Qualities That Can Make A Good Friendship

Nicomachean Ethics by Aristotle, a reflection.

Friendship is not about quantity but quality.

One of the qualities we love about a friend is goodness. There can only be good friends if the persons involve have a common aim at what is good.

Since not everyone is not good at finding good friends, what then are the qualities that make one a good friend?

“A friend to be one who intends and does what is good to another for that other’s sake and one who sympathizes with his friend in his sorrows and in his joys.”

Nicomachean Ethics, Aristotle

First, those who intend good things for others

If someone is wishing good things to happen for others or for us, that person can potentially become our good friend.

Of course not anyone who wishes us good things can be our friend. It is being human to wish someone good things because what is good is the wish of every sane man most of all.

But those who wish us good things by reason of advantage may never become our good friend. Because once the source of advantage ceases, the intention stops, so as the forming of friendship.

When someone intends good things to happen for us on a basis of kindly feeling—and this kindly feeling endures in a certain period, mutually known, and reciprocated—it will ripen into friendship and more likely to be a good one.

Second, those who do what is good for others

If we consider ourselves a good person, generally speaking, we look for a good friend—like aims at like.

In friendship, quarrels arise when we realize we have different desires or sentiments. If not appropriately acted upon, it would cause damage to the relationship. The good thing to do when differences arise is to proportionate—which is to find the mean and what is fair for each.

Look out for the person who would try to do that. Because he is the person who does what is good; thus, knows how to preserve the friendship. That person can potentially become a good friend.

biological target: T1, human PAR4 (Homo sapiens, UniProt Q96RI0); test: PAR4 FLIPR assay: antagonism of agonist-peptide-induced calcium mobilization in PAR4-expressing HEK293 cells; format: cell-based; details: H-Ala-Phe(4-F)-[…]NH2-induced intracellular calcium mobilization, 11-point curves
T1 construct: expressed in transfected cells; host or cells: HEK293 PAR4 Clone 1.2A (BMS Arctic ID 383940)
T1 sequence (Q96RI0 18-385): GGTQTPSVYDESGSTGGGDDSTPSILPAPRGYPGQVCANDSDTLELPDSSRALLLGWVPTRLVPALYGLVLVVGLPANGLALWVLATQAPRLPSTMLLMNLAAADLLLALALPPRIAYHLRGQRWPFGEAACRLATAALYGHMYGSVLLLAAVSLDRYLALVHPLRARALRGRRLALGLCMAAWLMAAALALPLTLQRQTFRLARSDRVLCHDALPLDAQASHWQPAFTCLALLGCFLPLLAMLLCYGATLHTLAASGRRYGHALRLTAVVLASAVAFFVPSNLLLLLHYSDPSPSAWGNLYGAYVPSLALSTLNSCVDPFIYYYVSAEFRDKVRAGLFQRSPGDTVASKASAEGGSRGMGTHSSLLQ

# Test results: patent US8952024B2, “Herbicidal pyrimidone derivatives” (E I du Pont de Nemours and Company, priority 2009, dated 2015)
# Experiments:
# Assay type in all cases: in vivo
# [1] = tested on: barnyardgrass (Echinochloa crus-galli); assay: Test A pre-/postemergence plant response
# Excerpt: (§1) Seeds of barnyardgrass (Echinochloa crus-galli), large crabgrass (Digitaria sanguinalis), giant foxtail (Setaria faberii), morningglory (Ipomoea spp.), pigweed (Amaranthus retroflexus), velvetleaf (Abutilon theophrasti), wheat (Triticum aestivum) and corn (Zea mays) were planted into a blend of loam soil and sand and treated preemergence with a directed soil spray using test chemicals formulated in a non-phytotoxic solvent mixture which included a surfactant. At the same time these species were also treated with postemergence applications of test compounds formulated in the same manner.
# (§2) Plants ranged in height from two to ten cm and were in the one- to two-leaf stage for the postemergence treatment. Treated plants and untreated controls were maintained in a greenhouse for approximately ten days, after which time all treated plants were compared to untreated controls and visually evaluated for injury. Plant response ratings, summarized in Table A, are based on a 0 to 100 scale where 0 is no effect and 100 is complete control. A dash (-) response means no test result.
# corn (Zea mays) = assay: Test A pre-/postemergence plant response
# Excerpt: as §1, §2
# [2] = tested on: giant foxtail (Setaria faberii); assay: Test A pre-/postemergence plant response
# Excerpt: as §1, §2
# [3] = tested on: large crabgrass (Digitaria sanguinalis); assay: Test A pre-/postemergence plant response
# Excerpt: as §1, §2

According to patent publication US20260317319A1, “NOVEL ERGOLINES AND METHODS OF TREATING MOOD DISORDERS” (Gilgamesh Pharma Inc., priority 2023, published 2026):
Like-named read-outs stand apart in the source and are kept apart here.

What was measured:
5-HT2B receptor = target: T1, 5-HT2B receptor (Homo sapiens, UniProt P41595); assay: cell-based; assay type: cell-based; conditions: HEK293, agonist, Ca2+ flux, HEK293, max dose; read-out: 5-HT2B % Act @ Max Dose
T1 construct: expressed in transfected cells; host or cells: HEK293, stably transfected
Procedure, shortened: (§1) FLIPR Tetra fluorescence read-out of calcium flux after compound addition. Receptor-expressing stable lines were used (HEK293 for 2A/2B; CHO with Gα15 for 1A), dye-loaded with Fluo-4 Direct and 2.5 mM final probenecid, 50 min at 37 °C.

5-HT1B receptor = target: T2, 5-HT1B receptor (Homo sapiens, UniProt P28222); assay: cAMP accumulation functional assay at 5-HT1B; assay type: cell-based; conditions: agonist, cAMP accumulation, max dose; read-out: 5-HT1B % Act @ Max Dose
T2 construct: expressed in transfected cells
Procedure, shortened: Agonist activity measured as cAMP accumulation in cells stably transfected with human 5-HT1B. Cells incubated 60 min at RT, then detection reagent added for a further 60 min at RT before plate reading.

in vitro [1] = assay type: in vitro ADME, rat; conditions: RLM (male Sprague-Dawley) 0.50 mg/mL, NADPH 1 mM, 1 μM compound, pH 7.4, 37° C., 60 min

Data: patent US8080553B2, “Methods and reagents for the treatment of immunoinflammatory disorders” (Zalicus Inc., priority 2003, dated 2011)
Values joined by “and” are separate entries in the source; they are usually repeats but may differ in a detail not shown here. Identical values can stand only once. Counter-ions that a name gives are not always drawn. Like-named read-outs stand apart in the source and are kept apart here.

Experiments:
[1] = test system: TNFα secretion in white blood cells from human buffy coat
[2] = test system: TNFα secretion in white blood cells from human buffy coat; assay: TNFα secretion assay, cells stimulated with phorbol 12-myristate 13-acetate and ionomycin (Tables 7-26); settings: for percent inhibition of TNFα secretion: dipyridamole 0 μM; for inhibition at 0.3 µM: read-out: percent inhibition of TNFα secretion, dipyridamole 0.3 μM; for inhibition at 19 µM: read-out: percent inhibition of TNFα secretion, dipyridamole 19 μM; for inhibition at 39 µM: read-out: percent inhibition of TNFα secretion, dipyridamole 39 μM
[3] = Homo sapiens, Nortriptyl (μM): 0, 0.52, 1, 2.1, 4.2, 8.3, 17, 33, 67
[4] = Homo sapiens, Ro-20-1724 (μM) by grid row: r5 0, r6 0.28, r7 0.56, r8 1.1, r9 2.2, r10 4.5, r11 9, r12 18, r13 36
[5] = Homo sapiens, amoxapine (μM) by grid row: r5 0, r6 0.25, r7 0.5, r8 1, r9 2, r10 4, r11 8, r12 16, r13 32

Lastly, those who sympathize with us in times of joy and sorrow

In times of joy, the celebration is not complete without the presence of our friends. Some friends would even prepare surprises and gifts which we accept without hesitation.

In times of sorrow, we keep it to ourselves. But if we can no longer keep it alone, we seek the presence of our friends—for a shoulder to cry on or to have some booze.

But we may ask, “Why do we have more friends during the good times than the bad times?”

What is good is likable in the sight of men; whereas, what is bad is dislikable. The likable attract more people but the dislikable gathers the least attraction. As Aristotle said in the book, “…since to avoid the painful and aim at the pleasurable is one of the most obvious tendencies of human nature.”

The same person we invite for a celebration and we call in time of distress is the person we consider as a good friend. But a good friend who comes uncalled for during our misfortune is heaven-sent and rare.

There is no magic in making good friends. In order to have good friends, we have to be a good friend with ourselves first.

Again, friendship is not about quantity but quality; let us now intend good, do good, and sympathize with others. For these are the qualities that constitute a good friendship.

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My 2020 goal is to read a book per month; share with people what I learn from and feel about the book. For June 2020, the book I read is Nicomachean Ethics by Aristotle.

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